Margaret Bradstock

Margaret Bradstock is a Sydney poet, editor and critic. She is an Honorary Visiting Fellow at the University of NSW, a long-term committee member of Poets Union and co-editor of Five Bells. She has published four collections of poetry, the most recent of which are The Pomelo Tree (Ginninderra, 2001), which won the Wesley Michel Wright Prize for Poetry, and Coast (Ginninderra, 2005). She has also won Henry Lawson and Banjo Paterson awards. Margaret was Asialink Writer-in-residence at Peking University, Beijing, in 2003.



The Butterfly Effect

(after Decompose, by Gaye Chapman)
‘Is the moon not there unless I can see it?’
                                                       – Einstein

Back home, but never back,
     exploding like ectoplasm
across the empty rooms,
     the decomposed gardens.

Old responsibilities, seasons
     rise up, numinous
as Christmas ghosts, this space
     that once took us in.

For the cabbage nymph, or neophyte,
     it’s chaos theory.
Dust on the snooker balls
     might change

the moment of collision,
     the dense stars wheeling
in the firmament,
     or the response.


In Albert Brown Park

The night-stroked suburbs,
      flare of occasional street lights
            holding us in shadow,

and drought-starved gardens.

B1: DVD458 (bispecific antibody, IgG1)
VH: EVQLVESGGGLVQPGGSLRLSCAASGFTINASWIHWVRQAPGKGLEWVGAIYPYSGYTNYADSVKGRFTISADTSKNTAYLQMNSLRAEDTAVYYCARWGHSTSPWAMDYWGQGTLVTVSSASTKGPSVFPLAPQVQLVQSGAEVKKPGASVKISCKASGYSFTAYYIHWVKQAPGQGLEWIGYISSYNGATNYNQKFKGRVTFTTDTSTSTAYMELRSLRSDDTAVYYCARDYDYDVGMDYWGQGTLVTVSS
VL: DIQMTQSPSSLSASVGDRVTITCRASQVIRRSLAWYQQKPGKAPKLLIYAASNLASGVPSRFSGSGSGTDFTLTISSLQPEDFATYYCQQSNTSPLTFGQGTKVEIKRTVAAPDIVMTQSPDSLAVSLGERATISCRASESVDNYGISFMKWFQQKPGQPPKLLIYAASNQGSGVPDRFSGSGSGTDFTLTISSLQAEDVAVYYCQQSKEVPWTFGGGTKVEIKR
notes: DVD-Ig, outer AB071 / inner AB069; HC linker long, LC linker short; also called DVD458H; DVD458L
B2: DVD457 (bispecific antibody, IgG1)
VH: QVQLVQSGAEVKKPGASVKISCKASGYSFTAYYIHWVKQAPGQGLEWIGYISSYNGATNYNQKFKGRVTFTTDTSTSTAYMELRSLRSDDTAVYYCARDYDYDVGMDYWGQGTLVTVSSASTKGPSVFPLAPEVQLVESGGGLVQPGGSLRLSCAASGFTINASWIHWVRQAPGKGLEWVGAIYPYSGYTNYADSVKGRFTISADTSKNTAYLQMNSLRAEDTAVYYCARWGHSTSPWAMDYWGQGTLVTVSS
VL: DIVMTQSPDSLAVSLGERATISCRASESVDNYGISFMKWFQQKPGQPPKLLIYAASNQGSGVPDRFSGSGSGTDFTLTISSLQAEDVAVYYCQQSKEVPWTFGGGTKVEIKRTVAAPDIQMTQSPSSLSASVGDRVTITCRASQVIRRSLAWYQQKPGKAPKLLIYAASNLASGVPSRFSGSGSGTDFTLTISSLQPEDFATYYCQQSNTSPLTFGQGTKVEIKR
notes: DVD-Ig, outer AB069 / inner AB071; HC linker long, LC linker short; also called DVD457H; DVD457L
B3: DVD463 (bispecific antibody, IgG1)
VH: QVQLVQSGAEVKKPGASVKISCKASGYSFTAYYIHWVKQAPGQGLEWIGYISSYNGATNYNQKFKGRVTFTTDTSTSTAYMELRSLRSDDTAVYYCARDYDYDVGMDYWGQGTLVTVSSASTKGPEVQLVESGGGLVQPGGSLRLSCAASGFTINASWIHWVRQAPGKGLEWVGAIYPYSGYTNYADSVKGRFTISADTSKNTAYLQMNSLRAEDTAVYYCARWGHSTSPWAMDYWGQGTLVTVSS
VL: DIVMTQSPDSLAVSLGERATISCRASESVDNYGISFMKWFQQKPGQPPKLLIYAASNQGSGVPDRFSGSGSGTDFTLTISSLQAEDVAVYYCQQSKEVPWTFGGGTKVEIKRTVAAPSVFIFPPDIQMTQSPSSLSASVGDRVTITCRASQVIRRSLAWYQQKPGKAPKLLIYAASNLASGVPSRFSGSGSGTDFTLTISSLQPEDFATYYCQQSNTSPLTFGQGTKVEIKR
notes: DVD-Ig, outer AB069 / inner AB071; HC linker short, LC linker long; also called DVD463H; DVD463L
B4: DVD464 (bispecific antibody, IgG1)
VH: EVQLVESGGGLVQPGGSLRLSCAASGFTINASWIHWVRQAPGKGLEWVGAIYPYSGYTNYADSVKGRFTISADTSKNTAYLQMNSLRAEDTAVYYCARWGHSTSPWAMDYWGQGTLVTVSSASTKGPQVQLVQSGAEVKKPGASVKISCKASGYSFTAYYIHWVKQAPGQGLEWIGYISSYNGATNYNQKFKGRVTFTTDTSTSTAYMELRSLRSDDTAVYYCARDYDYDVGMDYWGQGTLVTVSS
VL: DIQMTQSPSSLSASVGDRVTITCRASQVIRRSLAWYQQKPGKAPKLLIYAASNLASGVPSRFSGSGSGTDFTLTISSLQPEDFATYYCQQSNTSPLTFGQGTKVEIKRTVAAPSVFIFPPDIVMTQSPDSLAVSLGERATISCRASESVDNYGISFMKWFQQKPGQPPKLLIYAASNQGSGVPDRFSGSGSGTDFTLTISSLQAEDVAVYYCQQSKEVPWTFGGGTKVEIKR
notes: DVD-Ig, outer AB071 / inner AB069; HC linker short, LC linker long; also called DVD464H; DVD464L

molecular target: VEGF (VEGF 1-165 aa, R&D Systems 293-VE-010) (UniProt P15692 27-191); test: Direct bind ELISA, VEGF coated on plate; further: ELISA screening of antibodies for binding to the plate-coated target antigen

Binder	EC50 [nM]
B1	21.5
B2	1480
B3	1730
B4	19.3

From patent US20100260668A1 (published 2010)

Downhill, past the Alsatian
            revving up behind meshed wire

patrolling his square of concrete,
      past the corner park, more
             strip of green than park.

On the signpost
      something hunches
            (frogmouth or nightjar),

a soft churring
      shaping its gentle breath.
            We douse torches, so close

I might have touched it,
     flight-feathers pinned,
            waiting for prey.


Light plane over Sydney Cove
(after Brett Squires)

Crossing the Blue Mountains
                        soon after dawn

the air like torn canvas
you stretch the limits of reflected light
promontories reaching out
                        the Harbour glimmering.

Those Dubbo mornings
flying back from Emergency
the nightshift routine
of work, sleep, eat, repeat . . .
         broken and restless for harbours.

Cupping the city
in the curve of your hands
you photograph the moment
                 the propeller’s beat.